I'm wondering if men who are into M/M works truly appreciate yaoi or shounen-ai, due to how characters are represented in these works. Or if they also appreciate bara more, which is produced primarily by gay men for a gay audience. Personally, as someone who identifies as male and queer, I am into yaoi, shounen-ai, and bara, but I find it problematic in how some characters and relationships are portrayed. I think that a certain type of body is being objectified in each genre, but that is how these genres cater to their respective audience. It can be damaging to those readers/viewers who identify as LGBT, and may not fit that specific portrayal.
Some shounen-ai works I have read/watched do a decent job in showing how gay relationships form, and touch upon the struggle that gay or bisexual people face in coming to terms with their sexuality and identity. – Sean Navat Balanon2 years ago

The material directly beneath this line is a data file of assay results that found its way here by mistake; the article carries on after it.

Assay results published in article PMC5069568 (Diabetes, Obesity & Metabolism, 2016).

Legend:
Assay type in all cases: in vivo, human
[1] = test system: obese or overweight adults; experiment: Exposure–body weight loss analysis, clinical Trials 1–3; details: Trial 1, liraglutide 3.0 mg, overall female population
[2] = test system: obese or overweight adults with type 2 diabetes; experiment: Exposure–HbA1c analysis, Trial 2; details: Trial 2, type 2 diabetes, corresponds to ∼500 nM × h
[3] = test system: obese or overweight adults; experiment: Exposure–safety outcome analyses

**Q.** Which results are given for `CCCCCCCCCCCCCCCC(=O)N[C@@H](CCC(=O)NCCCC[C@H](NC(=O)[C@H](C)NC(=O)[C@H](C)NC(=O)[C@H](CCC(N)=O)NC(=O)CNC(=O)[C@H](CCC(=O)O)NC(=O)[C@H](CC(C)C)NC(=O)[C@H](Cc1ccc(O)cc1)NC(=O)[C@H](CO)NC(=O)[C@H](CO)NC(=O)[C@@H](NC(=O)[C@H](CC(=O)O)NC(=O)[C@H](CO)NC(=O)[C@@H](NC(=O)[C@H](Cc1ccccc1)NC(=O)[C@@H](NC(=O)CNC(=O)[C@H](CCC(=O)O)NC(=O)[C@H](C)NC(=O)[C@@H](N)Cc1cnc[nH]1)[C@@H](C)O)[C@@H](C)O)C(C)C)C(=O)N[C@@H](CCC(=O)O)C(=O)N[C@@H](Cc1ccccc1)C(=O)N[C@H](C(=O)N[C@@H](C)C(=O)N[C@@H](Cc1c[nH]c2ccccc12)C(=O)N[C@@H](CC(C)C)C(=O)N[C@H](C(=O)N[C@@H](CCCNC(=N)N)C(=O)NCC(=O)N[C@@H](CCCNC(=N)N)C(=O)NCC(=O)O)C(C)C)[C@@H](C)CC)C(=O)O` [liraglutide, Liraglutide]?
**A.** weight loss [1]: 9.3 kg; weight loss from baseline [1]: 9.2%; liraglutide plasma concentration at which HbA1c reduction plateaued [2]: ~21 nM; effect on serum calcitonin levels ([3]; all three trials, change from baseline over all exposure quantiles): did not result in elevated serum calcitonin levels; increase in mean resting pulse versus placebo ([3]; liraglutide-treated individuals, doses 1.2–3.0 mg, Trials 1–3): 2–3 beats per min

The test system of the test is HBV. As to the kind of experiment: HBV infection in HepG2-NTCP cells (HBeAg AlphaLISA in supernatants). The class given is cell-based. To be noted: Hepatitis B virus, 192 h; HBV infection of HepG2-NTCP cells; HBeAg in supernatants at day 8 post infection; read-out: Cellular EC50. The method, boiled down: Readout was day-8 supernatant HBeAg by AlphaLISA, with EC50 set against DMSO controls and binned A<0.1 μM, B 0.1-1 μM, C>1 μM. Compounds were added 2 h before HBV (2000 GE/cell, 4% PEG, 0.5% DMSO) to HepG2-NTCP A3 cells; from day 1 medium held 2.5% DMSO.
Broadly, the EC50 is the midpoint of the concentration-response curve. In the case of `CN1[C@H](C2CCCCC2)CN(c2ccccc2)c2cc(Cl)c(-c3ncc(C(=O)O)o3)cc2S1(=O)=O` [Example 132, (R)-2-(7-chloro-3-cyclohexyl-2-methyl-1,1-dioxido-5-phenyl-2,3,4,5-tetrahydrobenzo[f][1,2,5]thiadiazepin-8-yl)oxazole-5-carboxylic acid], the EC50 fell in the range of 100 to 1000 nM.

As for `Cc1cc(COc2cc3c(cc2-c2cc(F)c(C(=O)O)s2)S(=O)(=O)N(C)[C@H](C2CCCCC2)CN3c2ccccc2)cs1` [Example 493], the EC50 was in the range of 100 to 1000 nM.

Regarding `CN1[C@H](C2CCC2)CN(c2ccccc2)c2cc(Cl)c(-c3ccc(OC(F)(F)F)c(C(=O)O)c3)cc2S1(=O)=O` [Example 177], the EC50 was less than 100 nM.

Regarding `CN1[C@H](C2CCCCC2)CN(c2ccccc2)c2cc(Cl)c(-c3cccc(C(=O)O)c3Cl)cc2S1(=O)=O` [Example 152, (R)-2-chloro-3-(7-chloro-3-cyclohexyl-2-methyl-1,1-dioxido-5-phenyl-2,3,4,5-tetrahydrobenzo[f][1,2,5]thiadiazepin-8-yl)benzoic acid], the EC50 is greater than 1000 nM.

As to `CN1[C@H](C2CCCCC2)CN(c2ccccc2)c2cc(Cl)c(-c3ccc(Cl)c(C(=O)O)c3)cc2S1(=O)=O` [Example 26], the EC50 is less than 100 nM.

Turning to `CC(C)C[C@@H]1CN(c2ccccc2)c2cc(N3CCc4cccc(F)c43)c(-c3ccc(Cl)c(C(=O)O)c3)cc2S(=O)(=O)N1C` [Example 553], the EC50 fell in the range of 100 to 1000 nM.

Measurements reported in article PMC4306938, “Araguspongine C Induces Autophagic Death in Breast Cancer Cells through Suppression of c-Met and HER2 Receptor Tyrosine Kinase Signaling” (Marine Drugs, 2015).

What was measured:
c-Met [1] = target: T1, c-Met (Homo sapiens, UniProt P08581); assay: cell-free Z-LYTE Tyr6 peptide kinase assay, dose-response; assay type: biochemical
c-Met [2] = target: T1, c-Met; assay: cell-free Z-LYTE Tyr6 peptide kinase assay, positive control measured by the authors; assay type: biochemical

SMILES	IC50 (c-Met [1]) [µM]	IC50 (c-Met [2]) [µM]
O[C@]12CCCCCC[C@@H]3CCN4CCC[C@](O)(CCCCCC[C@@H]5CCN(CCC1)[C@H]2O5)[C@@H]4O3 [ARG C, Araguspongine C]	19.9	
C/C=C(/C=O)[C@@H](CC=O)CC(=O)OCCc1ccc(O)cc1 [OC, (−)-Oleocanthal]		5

I think it's helpful, as someone who likes shounen-ai, to reflect on how these young women came to like genres like yaoi. I'd argue that it's due to the popularity of shounen manga and the intense male relationships within them (take NaruSasuNaru, or Light x L). Because these relationships never become romances, fans find other series to fill in for their characters. Popular male on male romances adhere to many tropes, many of which can be traced back to the original shounen manga the characters are derived from. – ChristelleMarie2 years ago
perhaps it would be best done as a comparison piece between the portrayal of gay men and other fetish images of both men and women. Classic daydreams of both men and women that stereotype others. – Jutor1 year ago